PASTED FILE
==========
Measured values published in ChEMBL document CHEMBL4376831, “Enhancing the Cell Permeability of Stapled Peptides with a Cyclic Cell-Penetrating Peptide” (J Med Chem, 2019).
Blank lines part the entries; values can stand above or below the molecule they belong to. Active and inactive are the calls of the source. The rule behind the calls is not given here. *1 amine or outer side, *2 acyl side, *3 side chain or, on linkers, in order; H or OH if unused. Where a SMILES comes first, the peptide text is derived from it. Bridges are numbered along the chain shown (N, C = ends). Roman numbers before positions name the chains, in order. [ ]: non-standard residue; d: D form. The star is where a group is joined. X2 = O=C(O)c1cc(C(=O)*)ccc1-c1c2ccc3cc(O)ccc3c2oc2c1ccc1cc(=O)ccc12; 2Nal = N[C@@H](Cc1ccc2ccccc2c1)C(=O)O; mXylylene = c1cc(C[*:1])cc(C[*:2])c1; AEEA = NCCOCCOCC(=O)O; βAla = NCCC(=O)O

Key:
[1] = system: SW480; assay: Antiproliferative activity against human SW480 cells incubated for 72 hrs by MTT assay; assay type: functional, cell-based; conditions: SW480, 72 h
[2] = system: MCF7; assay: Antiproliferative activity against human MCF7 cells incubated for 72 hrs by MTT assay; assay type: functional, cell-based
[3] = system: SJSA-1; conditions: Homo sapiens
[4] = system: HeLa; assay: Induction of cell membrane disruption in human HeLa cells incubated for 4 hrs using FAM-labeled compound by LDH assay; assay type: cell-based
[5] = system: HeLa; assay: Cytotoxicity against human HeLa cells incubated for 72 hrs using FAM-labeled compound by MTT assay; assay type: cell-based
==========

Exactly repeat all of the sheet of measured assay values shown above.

Measured values published in ChEMBL document CHEMBL4376831, “Enhancing the Cell Permeability of Stapled Peptides with a Cyclic Cell-Penetrating Peptide” (J Med Chem, 2019).
Blank lines part the entries; values can stand above or below the molecule they belong to. Active and inactive are the calls of the source. The rule behind the calls is not given here. *1 amine or outer side, *2 acyl side, *3 side chain or, on linkers, in order; H or OH if unused. Where a SMILES comes first, the peptide text is derived from it. Bridges are numbered along the chain shown (N, C = ends). Roman numbers before positions name the chains, in order. [ ]: non-standard residue; d: D form. The star is where a group is joined. X2 = O=C(O)c1cc(C(=O)*)ccc1-c1c2ccc3cc(O)ccc3c2oc2c1ccc1cc(=O)ccc12; 2Nal = N[C@@H](Cc1ccc2ccccc2c1)C(=O)O; mXylylene = c1cc(C[*:1])cc(C[*:2])c1; AEEA = NCCOCCOCC(=O)O; βAla = NCCC(=O)O

Key:
[1] = system: SW480; assay: Antiproliferative activity against human SW480 cells incubated for 72 hrs by MTT assay; assay type: functional, cell-based; conditions: SW480, 72 h
[2] = system: MCF7; assay: Antiproliferative activity against human MCF7 cells incubated for 72 hrs by MTT assay; assay type: functional, cell-based
[3] = system: SJSA-1; conditions: Homo sapiens
[4] = system: HeLa; assay: Induction of cell membrane disruption in human HeLa cells incubated for 4 hrs using FAM-labeled compound by LDH assay; assay type: cell-based
[5] = system: HeLa; assay: Cytotoxicity against human HeLa cells incubated for 72 hrs using FAM-labeled compound by MTT assay; assay type: cell-based